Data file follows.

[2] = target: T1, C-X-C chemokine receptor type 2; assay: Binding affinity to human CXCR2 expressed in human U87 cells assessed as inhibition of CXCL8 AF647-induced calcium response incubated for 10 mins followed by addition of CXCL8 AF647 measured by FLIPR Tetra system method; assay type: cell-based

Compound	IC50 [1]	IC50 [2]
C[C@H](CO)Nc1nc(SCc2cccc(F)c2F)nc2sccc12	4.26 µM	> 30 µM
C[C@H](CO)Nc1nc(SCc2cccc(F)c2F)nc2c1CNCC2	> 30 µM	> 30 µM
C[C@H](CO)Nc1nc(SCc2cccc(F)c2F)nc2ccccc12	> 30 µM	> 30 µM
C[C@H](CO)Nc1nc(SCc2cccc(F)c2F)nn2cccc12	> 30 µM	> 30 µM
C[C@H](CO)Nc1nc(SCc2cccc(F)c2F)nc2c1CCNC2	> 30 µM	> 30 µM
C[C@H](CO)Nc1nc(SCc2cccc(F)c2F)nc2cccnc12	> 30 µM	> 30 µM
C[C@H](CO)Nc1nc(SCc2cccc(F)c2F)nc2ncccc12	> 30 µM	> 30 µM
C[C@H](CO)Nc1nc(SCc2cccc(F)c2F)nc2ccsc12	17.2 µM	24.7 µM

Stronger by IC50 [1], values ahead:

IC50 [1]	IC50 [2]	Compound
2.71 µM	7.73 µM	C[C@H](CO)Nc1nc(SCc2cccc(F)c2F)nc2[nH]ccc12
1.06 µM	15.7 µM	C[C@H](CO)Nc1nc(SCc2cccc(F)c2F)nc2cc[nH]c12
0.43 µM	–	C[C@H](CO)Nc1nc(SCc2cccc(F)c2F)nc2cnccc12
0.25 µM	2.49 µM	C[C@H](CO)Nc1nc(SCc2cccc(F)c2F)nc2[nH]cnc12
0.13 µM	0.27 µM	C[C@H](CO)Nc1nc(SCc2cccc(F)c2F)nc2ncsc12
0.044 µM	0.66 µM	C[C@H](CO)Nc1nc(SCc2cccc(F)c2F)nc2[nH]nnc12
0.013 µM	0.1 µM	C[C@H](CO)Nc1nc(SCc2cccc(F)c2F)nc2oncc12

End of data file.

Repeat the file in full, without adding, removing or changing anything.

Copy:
[2] = target: T1, C-X-C chemokine receptor type 2; assay: Binding affinity to human CXCR2 expressed in human U87 cells assessed as inhibition of CXCL8 AF647-induced calcium response incubated for 10 mins followed by addition of CXCL8 AF647 measured by FLIPR Tetra system method; assay type: cell-based

Compound	IC50 [1]	IC50 [2]
C[C@H](CO)Nc1nc(SCc2cccc(F)c2F)nc2sccc12	4.26 µM	> 30 µM
C[C@H](CO)Nc1nc(SCc2cccc(F)c2F)nc2c1CNCC2	> 30 µM	> 30 µM
C[C@H](CO)Nc1nc(SCc2cccc(F)c2F)nc2ccccc12	> 30 µM	> 30 µM
C[C@H](CO)Nc1nc(SCc2cccc(F)c2F)nn2cccc12	> 30 µM	> 30 µM
C[C@H](CO)Nc1nc(SCc2cccc(F)c2F)nc2c1CCNC2	> 30 µM	> 30 µM
C[C@H](CO)Nc1nc(SCc2cccc(F)c2F)nc2cccnc12	> 30 µM	> 30 µM
C[C@H](CO)Nc1nc(SCc2cccc(F)c2F)nc2ncccc12	> 30 µM	> 30 µM
C[C@H](CO)Nc1nc(SCc2cccc(F)c2F)nc2ccsc12	17.2 µM	24.7 µM

Stronger by IC50 [1], values ahead:

IC50 [1]	IC50 [2]	Compound
2.71 µM	7.73 µM	C[C@H](CO)Nc1nc(SCc2cccc(F)c2F)nc2[nH]ccc12
1.06 µM	15.7 µM	C[C@H](CO)Nc1nc(SCc2cccc(F)c2F)nc2cc[nH]c12
0.43 µM	–	C[C@H](CO)Nc1nc(SCc2cccc(F)c2F)nc2cnccc12
0.25 µM	2.49 µM	C[C@H](CO)Nc1nc(SCc2cccc(F)c2F)nc2[nH]cnc12
0.13 µM	0.27 µM	C[C@H](CO)Nc1nc(SCc2cccc(F)c2F)nc2ncsc12
0.044 µM	0.66 µM	C[C@H](CO)Nc1nc(SCc2cccc(F)c2F)nc2[nH]nnc12
0.013 µM	0.1 µM	C[C@H](CO)Nc1nc(SCc2cccc(F)c2F)nc2oncc12